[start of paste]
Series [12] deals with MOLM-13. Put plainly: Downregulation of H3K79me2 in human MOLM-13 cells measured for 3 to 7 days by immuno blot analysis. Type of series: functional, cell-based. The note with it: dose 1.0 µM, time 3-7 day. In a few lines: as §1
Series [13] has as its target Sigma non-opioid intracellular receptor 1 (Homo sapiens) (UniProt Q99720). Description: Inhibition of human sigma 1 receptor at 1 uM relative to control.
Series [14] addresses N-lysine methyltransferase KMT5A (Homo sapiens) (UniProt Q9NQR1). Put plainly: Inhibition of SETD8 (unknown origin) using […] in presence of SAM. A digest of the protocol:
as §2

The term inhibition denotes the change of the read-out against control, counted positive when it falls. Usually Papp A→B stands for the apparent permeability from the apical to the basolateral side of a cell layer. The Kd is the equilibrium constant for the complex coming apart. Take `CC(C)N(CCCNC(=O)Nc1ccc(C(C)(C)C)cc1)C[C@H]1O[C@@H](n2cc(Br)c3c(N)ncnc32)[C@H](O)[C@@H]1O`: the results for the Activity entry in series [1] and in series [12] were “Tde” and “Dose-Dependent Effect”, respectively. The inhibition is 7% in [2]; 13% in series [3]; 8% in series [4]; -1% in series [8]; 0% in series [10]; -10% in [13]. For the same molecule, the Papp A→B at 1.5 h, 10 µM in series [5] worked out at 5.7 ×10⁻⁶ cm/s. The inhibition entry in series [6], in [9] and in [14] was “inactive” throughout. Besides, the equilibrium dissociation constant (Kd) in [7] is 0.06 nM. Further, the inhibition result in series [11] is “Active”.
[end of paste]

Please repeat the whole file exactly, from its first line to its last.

Series [12] deals with MOLM-13. Put plainly: Downregulation of H3K79me2 in human MOLM-13 cells measured for 3 to 7 days by immuno blot analysis. Type of series: functional, cell-based. The note with it: dose 1.0 µM, time 3-7 day. In a few lines: as §1
Series [13] has as its target Sigma non-opioid intracellular receptor 1 (Homo sapiens) (UniProt Q99720). Description: Inhibition of human sigma 1 receptor at 1 uM relative to control.
Series [14] addresses N-lysine methyltransferase KMT5A (Homo sapiens) (UniProt Q9NQR1). Put plainly: Inhibition of SETD8 (unknown origin) using […] in presence of SAM. A digest of the protocol:
as §2

The term inhibition denotes the change of the read-out against control, counted positive when it falls. Usually Papp A→B stands for the apparent permeability from the apical to the basolateral side of a cell layer. The Kd is the equilibrium constant for the complex coming apart. Take `CC(C)N(CCCNC(=O)Nc1ccc(C(C)(C)C)cc1)C[C@H]1O[C@@H](n2cc(Br)c3c(N)ncnc32)[C@H](O)[C@@H]1O`: the results for the Activity entry in series [1] and in series [12] were “Tde” and “Dose-Dependent Effect”, respectively. The inhibition is 7% in [2]; 13% in series [3]; 8% in series [4]; -1% in series [8]; 0% in series [10]; -10% in [13]. For the same molecule, the Papp A→B at 1.5 h, 10 µM in series [5] worked out at 5.7 ×10⁻⁶ cm/s. The inhibition entry in series [6], in [9] and in [14] was “inactive” throughout. Besides, the equilibrium dissociation constant (Kd) in [7] is 0.06 nM. Further, the inhibition result in series [11] is “Active”.